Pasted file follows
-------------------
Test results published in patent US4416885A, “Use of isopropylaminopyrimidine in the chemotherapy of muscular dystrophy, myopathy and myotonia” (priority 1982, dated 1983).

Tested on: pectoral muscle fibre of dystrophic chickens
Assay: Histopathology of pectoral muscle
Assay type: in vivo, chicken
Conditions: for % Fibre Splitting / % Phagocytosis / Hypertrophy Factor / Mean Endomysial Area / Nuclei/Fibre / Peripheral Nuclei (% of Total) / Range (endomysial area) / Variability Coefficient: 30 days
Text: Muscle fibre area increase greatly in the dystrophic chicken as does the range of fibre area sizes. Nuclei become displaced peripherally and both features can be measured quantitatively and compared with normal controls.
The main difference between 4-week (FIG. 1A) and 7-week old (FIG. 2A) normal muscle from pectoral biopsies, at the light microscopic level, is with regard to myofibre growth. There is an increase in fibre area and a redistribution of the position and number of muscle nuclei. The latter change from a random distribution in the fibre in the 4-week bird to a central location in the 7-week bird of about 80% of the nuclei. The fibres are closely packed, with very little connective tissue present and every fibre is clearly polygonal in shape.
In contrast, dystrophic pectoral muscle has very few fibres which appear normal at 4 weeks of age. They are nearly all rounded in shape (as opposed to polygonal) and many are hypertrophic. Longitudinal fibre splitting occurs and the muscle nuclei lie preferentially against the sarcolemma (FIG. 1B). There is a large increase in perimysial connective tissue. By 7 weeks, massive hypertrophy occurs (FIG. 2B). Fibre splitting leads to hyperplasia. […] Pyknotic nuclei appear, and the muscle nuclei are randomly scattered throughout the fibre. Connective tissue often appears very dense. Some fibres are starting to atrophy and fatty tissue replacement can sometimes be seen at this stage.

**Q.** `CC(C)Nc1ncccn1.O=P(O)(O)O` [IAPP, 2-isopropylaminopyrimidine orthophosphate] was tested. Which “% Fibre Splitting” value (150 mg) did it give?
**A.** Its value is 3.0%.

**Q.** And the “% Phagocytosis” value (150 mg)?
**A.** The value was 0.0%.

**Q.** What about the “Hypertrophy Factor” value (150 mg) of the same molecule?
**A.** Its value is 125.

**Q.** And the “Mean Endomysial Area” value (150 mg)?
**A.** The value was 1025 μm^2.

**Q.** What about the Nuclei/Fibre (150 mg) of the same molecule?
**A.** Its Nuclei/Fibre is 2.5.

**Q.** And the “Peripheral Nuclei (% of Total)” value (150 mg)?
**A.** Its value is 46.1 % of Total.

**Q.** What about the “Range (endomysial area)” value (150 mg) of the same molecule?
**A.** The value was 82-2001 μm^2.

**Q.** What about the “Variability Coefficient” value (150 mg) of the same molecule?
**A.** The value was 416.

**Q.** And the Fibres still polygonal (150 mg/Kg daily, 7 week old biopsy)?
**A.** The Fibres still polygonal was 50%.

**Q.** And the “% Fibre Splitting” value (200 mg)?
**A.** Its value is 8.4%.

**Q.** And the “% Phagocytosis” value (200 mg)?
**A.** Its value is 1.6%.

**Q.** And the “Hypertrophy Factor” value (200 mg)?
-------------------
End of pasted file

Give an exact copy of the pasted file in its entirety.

Test results published in patent US4416885A, “Use of isopropylaminopyrimidine in the chemotherapy of muscular dystrophy, myopathy and myotonia” (priority 1982, dated 1983).

Tested on: pectoral muscle fibre of dystrophic chickens
Assay: Histopathology of pectoral muscle
Assay type: in vivo, chicken
Conditions: for % Fibre Splitting / % Phagocytosis / Hypertrophy Factor / Mean Endomysial Area / Nuclei/Fibre / Peripheral Nuclei (% of Total) / Range (endomysial area) / Variability Coefficient: 30 days
Text: Muscle fibre area increase greatly in the dystrophic chicken as does the range of fibre area sizes. Nuclei become displaced peripherally and both features can be measured quantitatively and compared with normal controls.
The main difference between 4-week (FIG. 1A) and 7-week old (FIG. 2A) normal muscle from pectoral biopsies, at the light microscopic level, is with regard to myofibre growth. There is an increase in fibre area and a redistribution of the position and number of muscle nuclei. The latter change from a random distribution in the fibre in the 4-week bird to a central location in the 7-week bird of about 80% of the nuclei. The fibres are closely packed, with very little connective tissue present and every fibre is clearly polygonal in shape.
In contrast, dystrophic pectoral muscle has very few fibres which appear normal at 4 weeks of age. They are nearly all rounded in shape (as opposed to polygonal) and many are hypertrophic. Longitudinal fibre splitting occurs and the muscle nuclei lie preferentially against the sarcolemma (FIG. 1B). There is a large increase in perimysial connective tissue. By 7 weeks, massive hypertrophy occurs (FIG. 2B). Fibre splitting leads to hyperplasia. […] Pyknotic nuclei appear, and the muscle nuclei are randomly scattered throughout the fibre. Connective tissue often appears very dense. Some fibres are starting to atrophy and fatty tissue replacement can sometimes be seen at this stage.

**Q.** `CC(C)Nc1ncccn1.O=P(O)(O)O` [IAPP, 2-isopropylaminopyrimidine orthophosphate] was tested. Which “% Fibre Splitting” value (150 mg) did it give?
**A.** Its value is 3.0%.

**Q.** And the “% Phagocytosis” value (150 mg)?
**A.** The value was 0.0%.

**Q.** What about the “Hypertrophy Factor” value (150 mg) of the same molecule?
**A.** Its value is 125.

**Q.** And the “Mean Endomysial Area” value (150 mg)?
**A.** The value was 1025 μm^2.

**Q.** What about the Nuclei/Fibre (150 mg) of the same molecule?
**A.** Its Nuclei/Fibre is 2.5.

**Q.** And the “Peripheral Nuclei (% of Total)” value (150 mg)?
**A.** Its value is 46.1 % of Total.

**Q.** What about the “Range (endomysial area)” value (150 mg) of the same molecule?
**A.** The value was 82-2001 μm^2.

**Q.** What about the “Variability Coefficient” value (150 mg) of the same molecule?
**A.** The value was 416.

**Q.** And the Fibres still polygonal (150 mg/Kg daily, 7 week old biopsy)?
**A.** The Fibres still polygonal was 50%.

**Q.** And the “% Fibre Splitting” value (200 mg)?
**A.** Its value is 8.4%.

**Q.** And the “% Phagocytosis” value (200 mg)?
**A.** Its value is 1.6%.

**Q.** And the “Hypertrophy Factor” value (200 mg)?